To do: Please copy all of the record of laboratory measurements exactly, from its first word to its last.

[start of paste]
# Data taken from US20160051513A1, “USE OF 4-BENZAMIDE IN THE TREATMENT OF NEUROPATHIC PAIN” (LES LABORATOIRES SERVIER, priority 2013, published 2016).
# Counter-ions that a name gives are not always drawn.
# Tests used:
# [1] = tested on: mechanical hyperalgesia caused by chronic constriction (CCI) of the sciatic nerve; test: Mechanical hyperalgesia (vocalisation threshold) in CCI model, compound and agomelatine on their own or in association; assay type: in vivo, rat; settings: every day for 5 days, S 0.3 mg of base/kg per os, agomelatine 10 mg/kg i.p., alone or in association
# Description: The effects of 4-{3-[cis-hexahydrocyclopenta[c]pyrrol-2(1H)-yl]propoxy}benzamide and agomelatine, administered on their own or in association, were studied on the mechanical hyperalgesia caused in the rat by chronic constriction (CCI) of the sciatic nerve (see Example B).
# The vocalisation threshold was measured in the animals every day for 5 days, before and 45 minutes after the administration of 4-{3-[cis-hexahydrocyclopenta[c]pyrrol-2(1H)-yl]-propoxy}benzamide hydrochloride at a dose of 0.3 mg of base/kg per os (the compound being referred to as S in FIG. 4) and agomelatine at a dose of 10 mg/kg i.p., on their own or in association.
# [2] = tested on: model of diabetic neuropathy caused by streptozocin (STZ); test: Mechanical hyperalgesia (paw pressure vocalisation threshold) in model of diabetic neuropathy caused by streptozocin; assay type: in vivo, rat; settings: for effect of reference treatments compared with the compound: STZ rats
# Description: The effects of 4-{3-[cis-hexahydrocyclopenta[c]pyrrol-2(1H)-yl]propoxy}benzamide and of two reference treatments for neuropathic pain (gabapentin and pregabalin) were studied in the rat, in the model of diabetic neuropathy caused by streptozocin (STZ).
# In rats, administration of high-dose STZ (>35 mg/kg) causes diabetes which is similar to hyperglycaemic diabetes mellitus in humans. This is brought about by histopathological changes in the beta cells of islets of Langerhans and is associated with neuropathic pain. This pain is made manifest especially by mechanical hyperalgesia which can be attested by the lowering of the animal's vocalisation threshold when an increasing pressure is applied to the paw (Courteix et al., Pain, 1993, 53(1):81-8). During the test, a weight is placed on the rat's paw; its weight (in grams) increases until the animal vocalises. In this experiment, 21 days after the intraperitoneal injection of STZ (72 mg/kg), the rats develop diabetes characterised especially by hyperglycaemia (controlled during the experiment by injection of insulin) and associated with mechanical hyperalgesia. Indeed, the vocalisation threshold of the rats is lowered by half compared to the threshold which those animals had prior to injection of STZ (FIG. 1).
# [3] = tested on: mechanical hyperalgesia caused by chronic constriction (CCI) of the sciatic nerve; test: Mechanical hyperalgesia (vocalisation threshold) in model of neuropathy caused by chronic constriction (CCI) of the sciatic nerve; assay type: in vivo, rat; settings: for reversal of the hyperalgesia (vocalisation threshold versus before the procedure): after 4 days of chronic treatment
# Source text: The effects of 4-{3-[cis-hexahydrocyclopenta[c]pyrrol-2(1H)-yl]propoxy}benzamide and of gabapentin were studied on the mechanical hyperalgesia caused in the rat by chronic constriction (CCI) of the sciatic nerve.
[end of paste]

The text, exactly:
# Data taken from US20160051513A1, “USE OF 4-BENZAMIDE IN THE TREATMENT OF NEUROPATHIC PAIN” (LES LABORATOIRES SERVIER, priority 2013, published 2016).
# Counter-ions that a name gives are not always drawn.
# Tests used:
# [1] = tested on: mechanical hyperalgesia caused by chronic constriction (CCI) of the sciatic nerve; test: Mechanical hyperalgesia (vocalisation threshold) in CCI model, compound and agomelatine on their own or in association; assay type: in vivo, rat; settings: every day for 5 days, S 0.3 mg of base/kg per os, agomelatine 10 mg/kg i.p., alone or in association
# Description: The effects of 4-{3-[cis-hexahydrocyclopenta[c]pyrrol-2(1H)-yl]propoxy}benzamide and agomelatine, administered on their own or in association, were studied on the mechanical hyperalgesia caused in the rat by chronic constriction (CCI) of the sciatic nerve (see Example B).
# The vocalisation threshold was measured in the animals every day for 5 days, before and 45 minutes after the administration of 4-{3-[cis-hexahydrocyclopenta[c]pyrrol-2(1H)-yl]-propoxy}benzamide hydrochloride at a dose of 0.3 mg of base/kg per os (the compound being referred to as S in FIG. 4) and agomelatine at a dose of 10 mg/kg i.p., on their own or in association.
# [2] = tested on: model of diabetic neuropathy caused by streptozocin (STZ); test: Mechanical hyperalgesia (paw pressure vocalisation threshold) in model of diabetic neuropathy caused by streptozocin; assay type: in vivo, rat; settings: for effect of reference treatments compared with the compound: STZ rats
# Description: The effects of 4-{3-[cis-hexahydrocyclopenta[c]pyrrol-2(1H)-yl]propoxy}benzamide and of two reference treatments for neuropathic pain (gabapentin and pregabalin) were studied in the rat, in the model of diabetic neuropathy caused by streptozocin (STZ).
# In rats, administration of high-dose STZ (>35 mg/kg) causes diabetes which is similar to hyperglycaemic diabetes mellitus in humans. This is brought about by histopathological changes in the beta cells of islets of Langerhans and is associated with neuropathic pain. This pain is made manifest especially by mechanical hyperalgesia which can be attested by the lowering of the animal's vocalisation threshold when an increasing pressure is applied to the paw (Courteix et al., Pain, 1993, 53(1):81-8). During the test, a weight is placed on the rat's paw; its weight (in grams) increases until the animal vocalises. In this experiment, 21 days after the intraperitoneal injection of STZ (72 mg/kg), the rats develop diabetes characterised especially by hyperglycaemia (controlled during the experiment by injection of insulin) and associated with mechanical hyperalgesia. Indeed, the vocalisation threshold of the rats is lowered by half compared to the threshold which those animals had prior to injection of STZ (FIG. 1).
# [3] = tested on: mechanical hyperalgesia caused by chronic constriction (CCI) of the sciatic nerve; test: Mechanical hyperalgesia (vocalisation threshold) in model of neuropathy caused by chronic constriction (CCI) of the sciatic nerve; assay type: in vivo, rat; settings: for reversal of the hyperalgesia (vocalisation threshold versus before the procedure): after 4 days of chronic treatment
# Source text: The effects of 4-{3-[cis-hexahydrocyclopenta[c]pyrrol-2(1H)-yl]propoxy}benzamide and of gabapentin were studied on the mechanical hyperalgesia caused in the rat by chronic constriction (CCI) of the sciatic nerve.